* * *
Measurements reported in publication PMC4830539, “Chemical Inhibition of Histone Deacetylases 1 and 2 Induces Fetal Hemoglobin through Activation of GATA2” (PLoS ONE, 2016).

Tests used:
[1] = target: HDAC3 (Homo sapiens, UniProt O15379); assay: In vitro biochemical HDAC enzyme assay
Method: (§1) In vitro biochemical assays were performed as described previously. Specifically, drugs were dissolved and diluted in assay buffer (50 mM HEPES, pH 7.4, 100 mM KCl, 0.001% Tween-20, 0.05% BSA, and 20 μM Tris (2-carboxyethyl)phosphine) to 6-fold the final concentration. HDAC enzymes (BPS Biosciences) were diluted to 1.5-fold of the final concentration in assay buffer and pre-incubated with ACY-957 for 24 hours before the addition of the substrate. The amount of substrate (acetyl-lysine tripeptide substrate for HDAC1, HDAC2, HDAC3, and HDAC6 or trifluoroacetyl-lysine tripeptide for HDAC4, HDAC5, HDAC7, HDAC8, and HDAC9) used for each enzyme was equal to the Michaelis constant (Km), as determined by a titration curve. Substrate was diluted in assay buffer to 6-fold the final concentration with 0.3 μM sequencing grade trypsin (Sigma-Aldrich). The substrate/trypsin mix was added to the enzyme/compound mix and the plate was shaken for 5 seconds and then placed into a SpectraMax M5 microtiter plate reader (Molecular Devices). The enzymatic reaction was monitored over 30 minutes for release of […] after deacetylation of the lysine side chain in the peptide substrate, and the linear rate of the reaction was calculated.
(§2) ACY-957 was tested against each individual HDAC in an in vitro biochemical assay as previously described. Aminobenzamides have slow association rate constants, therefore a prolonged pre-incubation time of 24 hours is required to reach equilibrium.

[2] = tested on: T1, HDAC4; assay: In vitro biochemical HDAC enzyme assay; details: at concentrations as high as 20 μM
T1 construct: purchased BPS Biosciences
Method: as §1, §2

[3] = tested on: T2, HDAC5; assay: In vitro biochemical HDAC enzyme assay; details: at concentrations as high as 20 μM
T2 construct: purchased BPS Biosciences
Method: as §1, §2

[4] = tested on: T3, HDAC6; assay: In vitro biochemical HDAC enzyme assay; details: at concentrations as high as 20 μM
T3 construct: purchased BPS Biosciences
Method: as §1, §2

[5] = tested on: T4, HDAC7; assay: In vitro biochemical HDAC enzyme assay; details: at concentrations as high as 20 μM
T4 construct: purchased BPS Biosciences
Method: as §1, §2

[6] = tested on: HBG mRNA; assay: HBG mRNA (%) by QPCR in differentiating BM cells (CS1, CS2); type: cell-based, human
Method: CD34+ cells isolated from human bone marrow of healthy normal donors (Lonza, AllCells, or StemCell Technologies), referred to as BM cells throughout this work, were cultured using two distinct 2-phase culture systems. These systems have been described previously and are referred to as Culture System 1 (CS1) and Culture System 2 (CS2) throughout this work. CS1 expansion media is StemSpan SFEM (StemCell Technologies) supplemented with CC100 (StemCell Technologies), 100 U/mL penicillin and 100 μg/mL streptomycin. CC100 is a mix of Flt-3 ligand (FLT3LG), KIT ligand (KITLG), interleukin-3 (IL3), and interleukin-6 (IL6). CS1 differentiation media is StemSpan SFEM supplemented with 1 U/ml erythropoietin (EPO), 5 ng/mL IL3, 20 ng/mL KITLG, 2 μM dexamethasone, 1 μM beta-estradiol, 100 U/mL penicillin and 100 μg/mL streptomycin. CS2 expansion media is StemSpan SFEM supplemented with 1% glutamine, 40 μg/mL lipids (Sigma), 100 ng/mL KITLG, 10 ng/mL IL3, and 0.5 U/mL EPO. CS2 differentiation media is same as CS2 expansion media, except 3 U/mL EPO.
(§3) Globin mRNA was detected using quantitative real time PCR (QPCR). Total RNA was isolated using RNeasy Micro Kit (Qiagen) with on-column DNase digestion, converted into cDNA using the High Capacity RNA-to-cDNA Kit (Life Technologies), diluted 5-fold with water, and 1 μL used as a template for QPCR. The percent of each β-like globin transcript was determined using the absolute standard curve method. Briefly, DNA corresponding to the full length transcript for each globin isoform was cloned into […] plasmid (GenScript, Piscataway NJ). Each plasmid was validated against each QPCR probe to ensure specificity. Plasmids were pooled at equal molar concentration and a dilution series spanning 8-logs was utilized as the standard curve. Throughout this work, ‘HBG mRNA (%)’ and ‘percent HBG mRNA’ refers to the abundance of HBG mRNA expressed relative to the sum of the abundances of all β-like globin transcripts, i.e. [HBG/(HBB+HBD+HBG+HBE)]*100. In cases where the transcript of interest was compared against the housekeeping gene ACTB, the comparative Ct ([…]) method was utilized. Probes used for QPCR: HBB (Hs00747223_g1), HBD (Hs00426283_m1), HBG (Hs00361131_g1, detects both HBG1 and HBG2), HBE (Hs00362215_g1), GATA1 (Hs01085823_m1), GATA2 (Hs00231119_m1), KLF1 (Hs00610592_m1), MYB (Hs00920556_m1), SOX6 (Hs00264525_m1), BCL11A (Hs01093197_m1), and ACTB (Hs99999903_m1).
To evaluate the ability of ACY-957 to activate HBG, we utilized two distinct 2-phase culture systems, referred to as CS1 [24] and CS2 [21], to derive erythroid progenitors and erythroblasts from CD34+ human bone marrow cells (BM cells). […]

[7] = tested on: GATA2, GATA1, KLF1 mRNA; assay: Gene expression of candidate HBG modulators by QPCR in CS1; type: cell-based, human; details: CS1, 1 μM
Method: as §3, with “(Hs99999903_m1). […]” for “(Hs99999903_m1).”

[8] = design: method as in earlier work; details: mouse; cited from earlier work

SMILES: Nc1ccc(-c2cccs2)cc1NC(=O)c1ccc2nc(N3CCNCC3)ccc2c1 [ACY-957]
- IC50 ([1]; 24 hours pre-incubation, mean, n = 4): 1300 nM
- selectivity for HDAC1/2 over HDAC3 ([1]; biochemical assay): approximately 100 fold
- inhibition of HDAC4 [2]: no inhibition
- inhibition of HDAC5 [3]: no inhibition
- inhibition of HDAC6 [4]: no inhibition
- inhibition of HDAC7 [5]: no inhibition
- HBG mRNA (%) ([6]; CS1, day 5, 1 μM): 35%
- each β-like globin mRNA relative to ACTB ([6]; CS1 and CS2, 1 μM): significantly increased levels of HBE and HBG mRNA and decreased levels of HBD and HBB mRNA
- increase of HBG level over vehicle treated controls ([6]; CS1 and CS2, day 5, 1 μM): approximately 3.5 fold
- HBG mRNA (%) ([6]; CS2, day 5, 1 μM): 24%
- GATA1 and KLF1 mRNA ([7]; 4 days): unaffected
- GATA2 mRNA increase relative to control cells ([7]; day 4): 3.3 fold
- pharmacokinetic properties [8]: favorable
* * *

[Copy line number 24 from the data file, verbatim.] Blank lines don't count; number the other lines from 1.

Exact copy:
[8] = design: method as in earlier work; details: mouse; cited from earlier work